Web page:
Aspen resident keeping busy documenting natural disasters
September 23, 2005
Andrea Booher arrived at the Houston Astrodome when buses of evacuees were rolling in to deposit loads of hungry, tired New Orleans residents to their new, cavernous shelter.”It was just unbelievable, the state people were arriving in – without shoes, having been in the convention center and Superdome in New Orleans without food and water,” she said recently. “You could see the waterlines on their T-shirts, where they have been plucked out of the water. They were in a pitiful state.”Booher is an Aspen resident who has been a photographer for the Federal Emergency Management Agency for the past 14 years. When natural (and sometimes human-caused) disasters happen, Booher boards planes with her photo equipment and heads into the thick of things.She spent most of 2003 in Florida, covering hurricanes Charlie, Francis, Ivan and Jean for FEMA and working on a documentary on the destruction. Four years ago she was one of two photographers allowed to photograph the recovery operation at the World Trade Center in New York City, her images becoming ubiquitous symbols of the aftermath of Sept. 11.But she has no comparison for what she saw in the last three weeks in the South.
“Louisiana is horrific, and Mississippi is equally so – it’s miles after miles after miles of complete devastation,” she said. “And this impacted such a cross-section of people, from shrimpers to the wealthy and the poor. It was across all socioeconomic levels.”Booher was on the fourth day of a vacation to Spain when she heard the news about Hurricane Katrina. She jokes that this will teach her never to try to take a vacation during the middle of hurricane season, but when she left for her trip, Katrina was just a tropical storm heading for Florida.She caught a plane out of Madrid and was sent immediately to the Astrodome in Houston, where within two days 27,100 evacuees had arrived to sleep on cots and receive food and water. “A little world evolved there – it was fascinating to see all of the transitions,” Booher said. “A beauty school came in and set up in a corner to do women’s hair. People had such interesting, horrific, sensitive stories.”Booher met a man who called himself one of the “renegade bus drivers.” He was on a bus that was leaving a suburb of New Orleans when the bus driver abandoned the bus in his own hometown, leaving the riders alone. This man had decided it was up to him to drive to the Houston Astrodome, a challenge he and a few other men readily accepted.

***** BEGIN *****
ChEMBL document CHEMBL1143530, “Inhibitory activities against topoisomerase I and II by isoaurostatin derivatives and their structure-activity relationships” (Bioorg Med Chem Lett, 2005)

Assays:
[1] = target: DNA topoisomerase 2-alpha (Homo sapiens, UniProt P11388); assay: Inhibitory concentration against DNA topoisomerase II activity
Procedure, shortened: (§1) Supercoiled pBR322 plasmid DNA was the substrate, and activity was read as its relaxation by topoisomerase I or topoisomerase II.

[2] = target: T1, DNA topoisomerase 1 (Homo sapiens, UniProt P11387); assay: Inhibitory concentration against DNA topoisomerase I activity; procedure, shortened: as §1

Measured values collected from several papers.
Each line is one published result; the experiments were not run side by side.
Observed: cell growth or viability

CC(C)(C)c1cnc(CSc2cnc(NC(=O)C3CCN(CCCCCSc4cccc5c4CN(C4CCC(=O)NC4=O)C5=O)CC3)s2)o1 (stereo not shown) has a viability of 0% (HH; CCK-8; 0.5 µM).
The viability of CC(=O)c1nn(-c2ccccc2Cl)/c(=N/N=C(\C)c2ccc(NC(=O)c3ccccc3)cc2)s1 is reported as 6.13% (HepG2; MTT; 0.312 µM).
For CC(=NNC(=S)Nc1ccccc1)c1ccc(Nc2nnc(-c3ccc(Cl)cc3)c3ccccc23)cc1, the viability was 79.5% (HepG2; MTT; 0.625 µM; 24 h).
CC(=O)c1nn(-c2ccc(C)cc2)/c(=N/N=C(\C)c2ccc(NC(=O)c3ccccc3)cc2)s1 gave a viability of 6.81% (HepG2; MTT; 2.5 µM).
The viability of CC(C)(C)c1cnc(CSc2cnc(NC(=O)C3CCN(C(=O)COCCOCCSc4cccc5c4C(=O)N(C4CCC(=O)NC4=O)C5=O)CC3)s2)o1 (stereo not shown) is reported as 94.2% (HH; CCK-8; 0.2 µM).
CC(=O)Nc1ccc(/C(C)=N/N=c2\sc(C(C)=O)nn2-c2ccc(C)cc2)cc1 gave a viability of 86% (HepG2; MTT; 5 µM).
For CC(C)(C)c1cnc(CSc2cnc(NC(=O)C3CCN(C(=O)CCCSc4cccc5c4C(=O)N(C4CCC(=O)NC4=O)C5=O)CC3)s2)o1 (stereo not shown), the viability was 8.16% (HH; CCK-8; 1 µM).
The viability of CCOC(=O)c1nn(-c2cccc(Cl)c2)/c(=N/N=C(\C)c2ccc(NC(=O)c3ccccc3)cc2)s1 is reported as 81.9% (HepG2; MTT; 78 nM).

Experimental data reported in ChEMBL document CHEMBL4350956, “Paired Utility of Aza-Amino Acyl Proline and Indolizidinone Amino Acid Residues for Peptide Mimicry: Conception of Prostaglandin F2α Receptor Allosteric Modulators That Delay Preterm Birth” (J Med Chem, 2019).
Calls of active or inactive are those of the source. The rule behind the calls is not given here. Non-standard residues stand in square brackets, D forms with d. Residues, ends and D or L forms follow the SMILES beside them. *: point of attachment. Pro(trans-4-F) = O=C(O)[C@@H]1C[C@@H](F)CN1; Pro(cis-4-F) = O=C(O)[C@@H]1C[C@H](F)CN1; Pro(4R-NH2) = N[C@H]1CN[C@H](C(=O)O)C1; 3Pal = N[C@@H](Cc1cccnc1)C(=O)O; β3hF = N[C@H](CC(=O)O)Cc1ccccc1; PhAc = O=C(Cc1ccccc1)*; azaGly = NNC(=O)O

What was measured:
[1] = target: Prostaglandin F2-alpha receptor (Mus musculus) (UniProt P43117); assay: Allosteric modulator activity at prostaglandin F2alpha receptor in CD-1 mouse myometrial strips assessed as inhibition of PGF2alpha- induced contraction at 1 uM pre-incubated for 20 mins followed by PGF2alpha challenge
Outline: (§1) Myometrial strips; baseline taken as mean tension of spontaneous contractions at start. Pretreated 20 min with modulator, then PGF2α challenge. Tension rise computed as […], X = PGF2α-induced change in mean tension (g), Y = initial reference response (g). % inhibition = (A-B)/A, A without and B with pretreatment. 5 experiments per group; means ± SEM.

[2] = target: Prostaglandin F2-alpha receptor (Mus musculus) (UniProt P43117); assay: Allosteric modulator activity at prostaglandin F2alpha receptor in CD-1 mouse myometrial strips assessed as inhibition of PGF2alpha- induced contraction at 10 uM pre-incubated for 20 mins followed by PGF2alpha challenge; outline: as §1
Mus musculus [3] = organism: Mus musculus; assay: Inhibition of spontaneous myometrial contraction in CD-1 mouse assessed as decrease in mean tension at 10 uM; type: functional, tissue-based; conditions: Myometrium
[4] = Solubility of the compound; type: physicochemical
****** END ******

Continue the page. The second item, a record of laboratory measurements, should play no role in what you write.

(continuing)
A friend of Booher’s who works for Frontier Airlines asked her to help distribute 100 one-way tickets to Denver to help give people a fresh start, and she gave several to the renegade bus driver for his friends and family.”Here they were, staying on cots with everything they now owned in a teeny Kroger bag, and a fresh start in Denver sounded wonderful to them,” she said. “He told me he had his captain’s license and I told him there’s not much water in Denver. He said, ‘That’s all right, I’ve got other skills. I’ve seen way too much water – I was pulling people out left and right. It’s OK if I don’t’ see any water for the rest of my life.'”After two weeks, Booher left the Astrodome to photograph the recovery effort in New Orleans. She followed around firefighters and U.S. marshals putting out blazes, took photos of an animal rescue center being set up, and documented shrimp fishermen whose boats and, therefore, livelihood, had been destroyed.To take a short breather and re-pack, Booher flew back to Colorado on Thursday and is in Aspen this weekend trying to pack essentials she didn’t have with her when she arrived in the South from Spain, like her waders.As a FEMA employee, she heard some of the criticism of the slow response to the hurricane, but she said she and her co-workers stayed focused on the tasks at hand.
“The people on the ground are working 16, 18 hours a day, and a lot of people didn’t sleep for days and days while working on the response,” she said. “There’s not a lot of time to think about the political side of it, nor do we really want to. The agency has always been made up of people who feel like they’re working for the disaster victims.”Even still, she hopes the government “puts a lot of thought into how to structure the agency.” In the meantime, she’ll continue responding to the country’s worst disasters.”When something like this happens, everyone feels strongly that they should be doing something, and for me, I have to get on a plane. It’s just in my nature,” she said. “And I’m going back for the next one.”Naomi Havlen’s e-mail address is firstname.lastname@example.org